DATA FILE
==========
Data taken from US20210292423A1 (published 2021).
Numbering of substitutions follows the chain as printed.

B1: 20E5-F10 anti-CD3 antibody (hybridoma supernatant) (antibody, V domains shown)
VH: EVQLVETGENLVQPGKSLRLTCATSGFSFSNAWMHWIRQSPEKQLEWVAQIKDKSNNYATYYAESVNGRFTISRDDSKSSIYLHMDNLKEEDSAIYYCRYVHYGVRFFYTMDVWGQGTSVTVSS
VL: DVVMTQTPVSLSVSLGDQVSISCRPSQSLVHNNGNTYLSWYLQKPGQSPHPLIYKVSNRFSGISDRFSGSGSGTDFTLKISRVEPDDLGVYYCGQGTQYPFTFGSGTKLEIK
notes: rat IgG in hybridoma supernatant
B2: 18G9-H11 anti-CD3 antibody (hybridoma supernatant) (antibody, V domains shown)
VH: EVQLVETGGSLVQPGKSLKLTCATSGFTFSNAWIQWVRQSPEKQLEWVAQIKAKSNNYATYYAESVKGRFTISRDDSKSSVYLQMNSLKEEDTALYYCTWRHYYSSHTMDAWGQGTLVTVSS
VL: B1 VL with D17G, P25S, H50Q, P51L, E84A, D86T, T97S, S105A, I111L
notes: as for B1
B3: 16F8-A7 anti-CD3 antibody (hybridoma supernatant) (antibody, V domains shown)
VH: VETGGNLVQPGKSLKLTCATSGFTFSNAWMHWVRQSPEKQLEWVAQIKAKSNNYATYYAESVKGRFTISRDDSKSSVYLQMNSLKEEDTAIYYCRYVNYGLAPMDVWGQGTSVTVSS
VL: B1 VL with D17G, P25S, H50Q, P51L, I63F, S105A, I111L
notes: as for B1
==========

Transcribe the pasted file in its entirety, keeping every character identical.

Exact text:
Data taken from US20210292423A1 (published 2021).
Numbering of substitutions follows the chain as printed.

B1: 20E5-F10 anti-CD3 antibody (hybridoma supernatant) (antibody, V domains shown)
VH: EVQLVETGENLVQPGKSLRLTCATSGFSFSNAWMHWIRQSPEKQLEWVAQIKDKSNNYATYYAESVNGRFTISRDDSKSSIYLHMDNLKEEDSAIYYCRYVHYGVRFFYTMDVWGQGTSVTVSS
VL: DVVMTQTPVSLSVSLGDQVSISCRPSQSLVHNNGNTYLSWYLQKPGQSPHPLIYKVSNRFSGISDRFSGSGSGTDFTLKISRVEPDDLGVYYCGQGTQYPFTFGSGTKLEIK
notes: rat IgG in hybridoma supernatant
B2: 18G9-H11 anti-CD3 antibody (hybridoma supernatant) (antibody, V domains shown)
VH: EVQLVETGGSLVQPGKSLKLTCATSGFTFSNAWIQWVRQSPEKQLEWVAQIKAKSNNYATYYAESVKGRFTISRDDSKSSVYLQMNSLKEEDTALYYCTWRHYYSSHTMDAWGQGTLVTVSS
VL: B1 VL with D17G, P25S, H50Q, P51L, E84A, D86T, T97S, S105A, I111L
notes: as for B1
B3: 16F8-A7 anti-CD3 antibody (hybridoma supernatant) (antibody, V domains shown)
VH: VETGGNLVQPGKSLKLTCATSGFTFSNAWMHWVRQSPEKQLEWVAQIKAKSNNYATYYAESVKGRFTISRDDSKSSVYLQMNSLKEEDTAIYYCRYVNYGLAPMDVWGQGTSVTVSS
VL: B1 VL with D17G, P25S, H50Q, P51L, I63F, S105A, I111L
notes: as for B1